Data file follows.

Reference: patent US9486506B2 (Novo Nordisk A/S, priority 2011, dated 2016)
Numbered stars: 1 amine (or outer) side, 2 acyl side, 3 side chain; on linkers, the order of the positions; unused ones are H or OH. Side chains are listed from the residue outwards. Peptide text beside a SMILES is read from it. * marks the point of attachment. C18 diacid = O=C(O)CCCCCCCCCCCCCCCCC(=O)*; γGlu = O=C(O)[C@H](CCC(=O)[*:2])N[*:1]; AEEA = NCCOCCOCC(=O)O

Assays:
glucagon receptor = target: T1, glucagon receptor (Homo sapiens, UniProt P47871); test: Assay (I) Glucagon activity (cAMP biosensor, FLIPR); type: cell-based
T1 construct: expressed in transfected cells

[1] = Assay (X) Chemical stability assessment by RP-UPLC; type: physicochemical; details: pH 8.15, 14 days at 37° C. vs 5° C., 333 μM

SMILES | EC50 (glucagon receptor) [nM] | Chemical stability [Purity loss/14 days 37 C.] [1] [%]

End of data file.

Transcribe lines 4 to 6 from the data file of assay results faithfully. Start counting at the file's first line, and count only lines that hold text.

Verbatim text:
glucagon receptor = target: T1, glucagon receptor (Homo sapiens, UniProt P47871); test: Assay (I) Glucagon activity (cAMP biosensor, FLIPR); type: cell-based
T1 construct: expressed in transfected cells

[1] = Assay (X) Chemical stability assessment by RP-UPLC; type: physicochemical; details: pH 8.15, 14 days at 37° C. vs 5° C., 333 μM